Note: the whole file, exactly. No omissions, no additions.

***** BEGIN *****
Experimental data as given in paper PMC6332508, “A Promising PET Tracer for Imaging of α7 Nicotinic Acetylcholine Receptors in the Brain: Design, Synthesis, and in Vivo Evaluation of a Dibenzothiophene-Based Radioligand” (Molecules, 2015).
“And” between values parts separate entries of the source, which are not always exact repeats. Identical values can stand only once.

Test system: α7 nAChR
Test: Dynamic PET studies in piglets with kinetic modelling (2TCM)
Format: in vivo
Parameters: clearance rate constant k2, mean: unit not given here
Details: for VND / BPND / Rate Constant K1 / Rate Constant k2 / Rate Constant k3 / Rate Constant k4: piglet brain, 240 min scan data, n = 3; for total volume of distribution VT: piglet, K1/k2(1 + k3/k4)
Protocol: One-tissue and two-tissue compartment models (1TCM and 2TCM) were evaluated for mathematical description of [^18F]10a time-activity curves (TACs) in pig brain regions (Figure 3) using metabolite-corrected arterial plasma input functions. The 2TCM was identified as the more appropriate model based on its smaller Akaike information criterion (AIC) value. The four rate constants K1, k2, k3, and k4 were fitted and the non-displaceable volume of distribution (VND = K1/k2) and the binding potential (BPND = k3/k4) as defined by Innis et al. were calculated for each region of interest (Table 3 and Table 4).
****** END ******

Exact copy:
Experimental data as given in paper PMC6332508, “A Promising PET Tracer for Imaging of α7 Nicotinic Acetylcholine Receptors in the Brain: Design, Synthesis, and in Vivo Evaluation of a Dibenzothiophene-Based Radioligand” (Molecules, 2015).
“And” between values parts separate entries of the source, which are not always exact repeats. Identical values can stand only once.

Test system: α7 nAChR
Test: Dynamic PET studies in piglets with kinetic modelling (2TCM)
Format: in vivo
Parameters: clearance rate constant k2, mean: unit not given here
Details: for VND / BPND / Rate Constant K1 / Rate Constant k2 / Rate Constant k3 / Rate Constant k4: piglet brain, 240 min scan data, n = 3; for total volume of distribution VT: piglet, K1/k2(1 + k3/k4)
Protocol: One-tissue and two-tissue compartment models (1TCM and 2TCM) were evaluated for mathematical description of [^18F]10a time-activity curves (TACs) in pig brain regions (Figure 3) using metabolite-corrected arterial plasma input functions. The 2TCM was identified as the more appropriate model based on its smaller Akaike information criterion (AIC) value. The four rate constants K1, k2, k3, and k4 were fitted and the non-displaceable volume of distribution (VND = K1/k2) and the binding potential (BPND = k3/k4) as defined by Innis et al. were calculated for each region of interest (Table 3 and Table 4).